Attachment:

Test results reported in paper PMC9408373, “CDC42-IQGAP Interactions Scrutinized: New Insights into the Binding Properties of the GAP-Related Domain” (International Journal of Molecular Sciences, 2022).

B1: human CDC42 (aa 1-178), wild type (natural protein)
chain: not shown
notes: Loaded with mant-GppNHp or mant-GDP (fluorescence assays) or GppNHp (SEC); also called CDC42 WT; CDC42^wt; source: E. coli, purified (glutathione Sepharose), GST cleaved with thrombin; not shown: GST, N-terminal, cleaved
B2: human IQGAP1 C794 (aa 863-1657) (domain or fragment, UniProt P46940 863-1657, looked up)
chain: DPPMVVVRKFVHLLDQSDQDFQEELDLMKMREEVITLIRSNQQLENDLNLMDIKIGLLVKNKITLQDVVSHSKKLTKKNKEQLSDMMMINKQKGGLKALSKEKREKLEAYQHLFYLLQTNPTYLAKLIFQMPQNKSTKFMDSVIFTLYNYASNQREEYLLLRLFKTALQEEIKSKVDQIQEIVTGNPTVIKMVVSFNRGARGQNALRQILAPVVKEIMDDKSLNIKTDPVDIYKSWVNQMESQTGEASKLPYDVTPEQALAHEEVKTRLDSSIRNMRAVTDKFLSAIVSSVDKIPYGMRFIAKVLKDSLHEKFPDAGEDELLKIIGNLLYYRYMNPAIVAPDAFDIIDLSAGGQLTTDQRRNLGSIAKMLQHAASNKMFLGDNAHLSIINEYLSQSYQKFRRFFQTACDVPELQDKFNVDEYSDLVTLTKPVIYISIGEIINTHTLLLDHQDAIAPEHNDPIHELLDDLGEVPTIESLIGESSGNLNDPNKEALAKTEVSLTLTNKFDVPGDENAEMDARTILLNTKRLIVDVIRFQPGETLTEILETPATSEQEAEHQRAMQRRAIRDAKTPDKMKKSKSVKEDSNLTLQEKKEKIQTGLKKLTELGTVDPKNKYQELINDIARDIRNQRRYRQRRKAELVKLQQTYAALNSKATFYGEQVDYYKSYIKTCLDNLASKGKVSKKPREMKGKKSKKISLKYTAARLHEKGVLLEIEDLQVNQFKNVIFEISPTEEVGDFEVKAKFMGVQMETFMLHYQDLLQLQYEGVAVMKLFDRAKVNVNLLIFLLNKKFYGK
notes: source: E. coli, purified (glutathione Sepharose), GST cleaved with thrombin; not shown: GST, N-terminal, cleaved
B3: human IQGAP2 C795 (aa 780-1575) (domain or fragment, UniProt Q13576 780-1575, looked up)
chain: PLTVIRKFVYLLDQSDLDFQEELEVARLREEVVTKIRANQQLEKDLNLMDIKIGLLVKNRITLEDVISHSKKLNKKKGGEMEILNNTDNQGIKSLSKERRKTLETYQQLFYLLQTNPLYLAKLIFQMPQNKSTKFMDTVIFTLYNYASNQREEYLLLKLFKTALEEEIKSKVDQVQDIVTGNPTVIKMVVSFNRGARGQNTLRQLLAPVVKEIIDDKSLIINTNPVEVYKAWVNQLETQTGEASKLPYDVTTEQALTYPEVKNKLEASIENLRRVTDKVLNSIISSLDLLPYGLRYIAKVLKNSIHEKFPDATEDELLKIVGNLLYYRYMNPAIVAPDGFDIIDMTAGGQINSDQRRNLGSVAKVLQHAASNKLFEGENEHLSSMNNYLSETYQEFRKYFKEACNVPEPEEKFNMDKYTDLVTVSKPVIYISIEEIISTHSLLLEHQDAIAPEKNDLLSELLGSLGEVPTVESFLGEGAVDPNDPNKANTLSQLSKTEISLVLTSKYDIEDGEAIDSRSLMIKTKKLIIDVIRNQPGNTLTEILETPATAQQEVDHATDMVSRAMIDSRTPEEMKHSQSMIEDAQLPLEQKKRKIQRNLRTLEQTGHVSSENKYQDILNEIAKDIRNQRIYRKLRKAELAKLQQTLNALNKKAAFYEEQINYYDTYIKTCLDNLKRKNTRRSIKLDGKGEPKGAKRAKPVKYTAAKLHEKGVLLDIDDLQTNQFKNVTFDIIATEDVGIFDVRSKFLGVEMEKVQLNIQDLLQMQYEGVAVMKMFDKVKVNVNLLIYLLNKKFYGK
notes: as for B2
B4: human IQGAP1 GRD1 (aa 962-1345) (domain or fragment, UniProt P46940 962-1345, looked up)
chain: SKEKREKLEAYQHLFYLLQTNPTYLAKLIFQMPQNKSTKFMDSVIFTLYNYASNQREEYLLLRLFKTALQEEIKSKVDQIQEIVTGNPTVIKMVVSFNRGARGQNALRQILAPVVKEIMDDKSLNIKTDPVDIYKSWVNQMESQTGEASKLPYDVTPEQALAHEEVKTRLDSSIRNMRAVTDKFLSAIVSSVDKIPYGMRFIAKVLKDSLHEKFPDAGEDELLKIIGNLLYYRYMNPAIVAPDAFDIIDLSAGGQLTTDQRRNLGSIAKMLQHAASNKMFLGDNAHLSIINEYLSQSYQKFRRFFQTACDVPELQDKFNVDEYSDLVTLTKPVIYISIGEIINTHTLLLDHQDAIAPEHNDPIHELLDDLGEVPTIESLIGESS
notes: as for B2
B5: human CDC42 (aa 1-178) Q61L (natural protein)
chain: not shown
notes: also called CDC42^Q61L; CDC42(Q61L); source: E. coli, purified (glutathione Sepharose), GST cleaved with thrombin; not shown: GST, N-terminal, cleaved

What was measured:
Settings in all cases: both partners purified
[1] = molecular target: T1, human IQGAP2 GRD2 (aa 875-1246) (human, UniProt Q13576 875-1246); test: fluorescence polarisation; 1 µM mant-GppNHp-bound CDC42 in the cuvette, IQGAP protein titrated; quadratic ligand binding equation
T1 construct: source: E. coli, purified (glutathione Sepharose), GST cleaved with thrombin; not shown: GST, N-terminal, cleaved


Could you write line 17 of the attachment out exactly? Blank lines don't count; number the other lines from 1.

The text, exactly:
What was measured: